Controlling competing orders via nonequilibrium acoustic phonons: Emergence of anisotropic effective electronic temperature

Michael Schütt, Peter P. Orth, Alex Levchenko, Rafael M. Fernandes

Research output: Contribution to journalArticlepeer-review

11 Scopus citations


Ultrafast perturbations offer a unique tool to manipulate correlated systems due to their ability to promote transient behaviors with no equilibrium counterpart. A widely employed strategy is the excitation of coherent optical phonons, as they can cause significant changes in the electronic structure and interactions on short time scales. One of the issues, however, is the inevitable heating that accompanies these resonant excitations. Here, we explore a promising alternative route: the nonequilibrium excitation of acoustic phonons, which, due to their low excitation energies, generally lead to less heating. We demonstrate that driving acoustic phonons leads to the remarkable phenomenon of a momentum-dependent effective temperature, by which electronic states at different regions of the Fermi surface are subject to distinct local temperatures. Such an anisotropic effective electronic temperature can have a profound effect on the delicate balance between competing ordered states in unconventional superconductors, opening a so far unexplored avenue to control correlated phases.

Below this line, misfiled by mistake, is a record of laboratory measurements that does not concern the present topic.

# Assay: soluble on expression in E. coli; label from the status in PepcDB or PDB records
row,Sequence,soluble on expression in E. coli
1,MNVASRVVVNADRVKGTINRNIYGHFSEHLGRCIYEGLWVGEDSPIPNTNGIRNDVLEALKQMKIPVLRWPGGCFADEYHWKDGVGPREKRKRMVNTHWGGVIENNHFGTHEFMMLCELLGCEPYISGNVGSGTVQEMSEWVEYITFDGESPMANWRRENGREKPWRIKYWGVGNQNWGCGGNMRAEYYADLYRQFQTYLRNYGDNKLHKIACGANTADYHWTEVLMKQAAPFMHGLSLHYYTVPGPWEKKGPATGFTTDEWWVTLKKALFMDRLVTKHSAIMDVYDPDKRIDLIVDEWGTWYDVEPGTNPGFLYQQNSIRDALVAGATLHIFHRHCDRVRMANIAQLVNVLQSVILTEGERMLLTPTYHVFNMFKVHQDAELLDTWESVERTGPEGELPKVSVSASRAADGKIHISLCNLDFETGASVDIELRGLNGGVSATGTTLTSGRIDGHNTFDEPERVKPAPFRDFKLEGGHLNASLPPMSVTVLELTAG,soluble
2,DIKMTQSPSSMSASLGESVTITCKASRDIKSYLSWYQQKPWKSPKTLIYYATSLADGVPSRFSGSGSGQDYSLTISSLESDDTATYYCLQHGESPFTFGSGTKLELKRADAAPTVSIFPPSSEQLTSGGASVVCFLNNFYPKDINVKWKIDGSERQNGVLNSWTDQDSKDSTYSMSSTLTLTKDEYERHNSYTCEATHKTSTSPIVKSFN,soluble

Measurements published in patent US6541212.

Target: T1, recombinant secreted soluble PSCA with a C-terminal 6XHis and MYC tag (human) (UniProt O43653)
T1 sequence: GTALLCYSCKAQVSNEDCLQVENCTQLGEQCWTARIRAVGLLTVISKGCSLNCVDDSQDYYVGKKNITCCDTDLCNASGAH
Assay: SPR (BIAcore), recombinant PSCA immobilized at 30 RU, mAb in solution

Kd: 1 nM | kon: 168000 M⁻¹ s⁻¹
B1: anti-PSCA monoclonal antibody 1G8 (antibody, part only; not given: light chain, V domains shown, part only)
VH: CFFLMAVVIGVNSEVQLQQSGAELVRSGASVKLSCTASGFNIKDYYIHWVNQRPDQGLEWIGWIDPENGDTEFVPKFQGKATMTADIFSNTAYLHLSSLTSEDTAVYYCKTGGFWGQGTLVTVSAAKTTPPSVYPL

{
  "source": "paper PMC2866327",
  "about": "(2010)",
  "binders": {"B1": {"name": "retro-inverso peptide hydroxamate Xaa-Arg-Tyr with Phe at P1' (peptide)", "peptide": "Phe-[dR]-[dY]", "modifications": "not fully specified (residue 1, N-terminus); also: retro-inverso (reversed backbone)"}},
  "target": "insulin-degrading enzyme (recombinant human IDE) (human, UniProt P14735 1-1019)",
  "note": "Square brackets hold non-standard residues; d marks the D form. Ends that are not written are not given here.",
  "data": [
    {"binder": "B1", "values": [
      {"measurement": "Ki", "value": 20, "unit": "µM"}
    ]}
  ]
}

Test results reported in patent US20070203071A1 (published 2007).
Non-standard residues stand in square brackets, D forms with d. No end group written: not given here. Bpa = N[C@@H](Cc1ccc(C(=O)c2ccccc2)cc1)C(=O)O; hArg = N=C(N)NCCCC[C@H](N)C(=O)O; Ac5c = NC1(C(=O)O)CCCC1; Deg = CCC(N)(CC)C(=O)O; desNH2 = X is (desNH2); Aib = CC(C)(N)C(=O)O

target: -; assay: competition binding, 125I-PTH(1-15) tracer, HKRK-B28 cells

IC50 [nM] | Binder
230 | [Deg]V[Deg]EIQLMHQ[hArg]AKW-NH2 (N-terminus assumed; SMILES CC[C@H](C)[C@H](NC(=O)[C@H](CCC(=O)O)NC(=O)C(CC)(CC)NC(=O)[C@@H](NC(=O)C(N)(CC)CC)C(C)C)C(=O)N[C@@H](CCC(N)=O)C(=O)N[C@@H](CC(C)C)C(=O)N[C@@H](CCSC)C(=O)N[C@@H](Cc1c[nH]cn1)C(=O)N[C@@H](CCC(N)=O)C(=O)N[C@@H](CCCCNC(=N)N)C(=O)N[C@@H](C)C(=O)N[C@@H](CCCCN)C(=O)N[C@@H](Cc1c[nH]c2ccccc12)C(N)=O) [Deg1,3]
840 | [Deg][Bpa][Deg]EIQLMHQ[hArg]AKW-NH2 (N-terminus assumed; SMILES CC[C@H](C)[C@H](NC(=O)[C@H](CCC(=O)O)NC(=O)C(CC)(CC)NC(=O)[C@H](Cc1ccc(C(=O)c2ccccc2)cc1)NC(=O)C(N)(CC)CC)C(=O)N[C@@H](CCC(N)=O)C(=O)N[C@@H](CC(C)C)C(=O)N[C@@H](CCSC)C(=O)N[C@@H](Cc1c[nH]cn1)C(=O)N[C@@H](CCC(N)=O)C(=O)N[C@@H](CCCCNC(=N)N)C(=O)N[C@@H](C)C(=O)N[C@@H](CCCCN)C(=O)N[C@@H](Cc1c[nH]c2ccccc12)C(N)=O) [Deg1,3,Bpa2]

Original languageEnglish (US)
Article number035135
JournalPhysical Review B
Issue number3
StatePublished - Jan 16 2018

Bibliographical note

Funding Information:
We acknowledge fruitful discussions with A. Chubukov, C. Giannetti, J. Schmalian, and I. Vishik. M.S. and R.M.F. were supported by the U.S. Department of Energy, Office of Science, Basic Energy Sciences, under Award No. DE-SC0012336. P.P.O. acknowledges support from Iowa State University Startup Funds. The work of A.L. was financially supported by the NSF Grants No. DMR-1606517 and No. DMR-1653661. Support for this research at the University of Wisconsin-Madison was provided by the Office of the Vice Chancellor for Research and Graduate Education with funding from the Wisconsin Alumni Research Foundation.

Publisher Copyright:
© 2018 American Physical Society.


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